(Okay, reverse course here. Several people have asked my opinion of Trayvon Marvin/George Zimmerman, so here’s a quick version. I think Zimmerman’s defense lawyers didn’t so much win as that the prosecutors for the dead victim, Trayvon Marvin, lost the case – perhaps deliberately. What many commentators failed to note is that Governor Rick Scott appointed Jacksonville’s Angela Corey as special prosecutor. Google her name and you will find complaints about racism in other cases that her office handled. In this Sanford-based case, her prosecutors filed charges that were too harsh for the jury to accept. I think that had they filed lesser charges, the all-female panel would have sent Zimmerman to prison at least for a while. And had the jury known that within weeks, he would be arrested for aggressive driving; that his wife perjured herself about their financial status; and that she would file for divorce, saying he was “all about George…”)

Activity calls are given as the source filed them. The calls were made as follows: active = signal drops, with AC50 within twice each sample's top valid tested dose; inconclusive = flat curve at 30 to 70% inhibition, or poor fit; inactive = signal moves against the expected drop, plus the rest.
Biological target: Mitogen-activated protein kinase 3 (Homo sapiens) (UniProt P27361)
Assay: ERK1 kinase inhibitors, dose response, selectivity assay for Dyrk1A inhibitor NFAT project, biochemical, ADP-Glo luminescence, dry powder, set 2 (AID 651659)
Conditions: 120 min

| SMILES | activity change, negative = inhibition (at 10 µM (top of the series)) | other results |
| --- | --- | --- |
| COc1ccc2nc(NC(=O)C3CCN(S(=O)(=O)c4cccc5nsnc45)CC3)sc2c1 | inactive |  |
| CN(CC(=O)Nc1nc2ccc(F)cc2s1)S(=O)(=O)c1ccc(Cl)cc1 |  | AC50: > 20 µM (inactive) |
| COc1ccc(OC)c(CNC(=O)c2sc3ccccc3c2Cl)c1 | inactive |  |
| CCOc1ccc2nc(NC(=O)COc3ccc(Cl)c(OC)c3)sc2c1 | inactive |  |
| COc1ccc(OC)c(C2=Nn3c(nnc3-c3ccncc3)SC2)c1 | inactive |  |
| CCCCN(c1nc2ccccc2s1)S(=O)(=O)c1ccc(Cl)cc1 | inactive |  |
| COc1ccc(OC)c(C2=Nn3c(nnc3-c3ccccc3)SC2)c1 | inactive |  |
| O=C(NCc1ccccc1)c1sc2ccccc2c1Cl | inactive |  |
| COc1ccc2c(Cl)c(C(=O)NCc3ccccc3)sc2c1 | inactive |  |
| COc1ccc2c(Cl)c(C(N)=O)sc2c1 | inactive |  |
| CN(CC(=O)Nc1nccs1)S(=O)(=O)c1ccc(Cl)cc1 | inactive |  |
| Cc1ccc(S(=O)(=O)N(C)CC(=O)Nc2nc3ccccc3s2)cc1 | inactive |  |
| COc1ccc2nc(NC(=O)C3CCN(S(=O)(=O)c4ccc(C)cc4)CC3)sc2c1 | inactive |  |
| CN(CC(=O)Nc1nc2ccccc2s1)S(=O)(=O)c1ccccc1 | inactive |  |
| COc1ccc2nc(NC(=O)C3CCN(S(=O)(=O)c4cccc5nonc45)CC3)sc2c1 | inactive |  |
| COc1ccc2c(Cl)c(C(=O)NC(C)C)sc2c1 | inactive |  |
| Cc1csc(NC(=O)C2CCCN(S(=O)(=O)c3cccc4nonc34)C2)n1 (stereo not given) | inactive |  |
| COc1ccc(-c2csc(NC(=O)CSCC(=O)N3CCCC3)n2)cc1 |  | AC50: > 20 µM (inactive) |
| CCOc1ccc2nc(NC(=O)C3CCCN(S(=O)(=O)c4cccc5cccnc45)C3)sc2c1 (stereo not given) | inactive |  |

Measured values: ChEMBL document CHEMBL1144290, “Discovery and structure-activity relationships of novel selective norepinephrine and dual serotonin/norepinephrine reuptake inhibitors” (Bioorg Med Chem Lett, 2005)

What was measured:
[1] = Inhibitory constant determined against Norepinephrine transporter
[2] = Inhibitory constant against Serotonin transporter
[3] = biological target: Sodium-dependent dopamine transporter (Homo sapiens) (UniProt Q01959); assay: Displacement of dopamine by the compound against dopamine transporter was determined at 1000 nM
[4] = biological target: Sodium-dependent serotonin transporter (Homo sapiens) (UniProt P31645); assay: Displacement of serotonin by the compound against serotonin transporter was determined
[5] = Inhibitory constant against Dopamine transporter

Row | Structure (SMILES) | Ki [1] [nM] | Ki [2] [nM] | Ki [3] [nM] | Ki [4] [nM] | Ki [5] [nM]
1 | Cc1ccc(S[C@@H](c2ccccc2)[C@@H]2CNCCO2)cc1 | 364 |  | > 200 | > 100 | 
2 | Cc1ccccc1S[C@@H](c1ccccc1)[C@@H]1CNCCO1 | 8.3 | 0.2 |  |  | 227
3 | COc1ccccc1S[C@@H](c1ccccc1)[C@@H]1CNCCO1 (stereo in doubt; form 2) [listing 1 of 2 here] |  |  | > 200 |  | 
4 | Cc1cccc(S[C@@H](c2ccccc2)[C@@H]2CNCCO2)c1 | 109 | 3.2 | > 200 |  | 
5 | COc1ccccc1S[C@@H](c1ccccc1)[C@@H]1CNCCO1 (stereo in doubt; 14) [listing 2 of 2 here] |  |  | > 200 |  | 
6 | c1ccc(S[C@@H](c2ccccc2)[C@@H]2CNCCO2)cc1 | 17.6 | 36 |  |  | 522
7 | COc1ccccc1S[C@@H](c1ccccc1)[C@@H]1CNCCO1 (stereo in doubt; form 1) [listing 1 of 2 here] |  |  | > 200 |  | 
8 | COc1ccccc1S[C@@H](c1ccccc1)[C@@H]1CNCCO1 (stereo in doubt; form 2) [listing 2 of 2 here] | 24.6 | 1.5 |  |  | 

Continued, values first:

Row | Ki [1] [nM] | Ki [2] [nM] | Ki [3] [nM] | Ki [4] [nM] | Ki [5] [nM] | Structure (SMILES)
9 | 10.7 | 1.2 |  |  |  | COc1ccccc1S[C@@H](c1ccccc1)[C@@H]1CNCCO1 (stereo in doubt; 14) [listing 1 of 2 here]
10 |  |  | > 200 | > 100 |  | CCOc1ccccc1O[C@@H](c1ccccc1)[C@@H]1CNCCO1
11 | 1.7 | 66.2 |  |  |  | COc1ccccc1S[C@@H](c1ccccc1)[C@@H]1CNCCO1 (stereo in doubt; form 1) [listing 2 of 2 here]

But back to the point. Every day of the week, young Americans somewhere take to the street to march for or against something –immigration reform, privacy rights (including reproductive rights), and again, sadly, genocide and war. The telling difference between protests then and now is not ideological apathy, but how the police respond.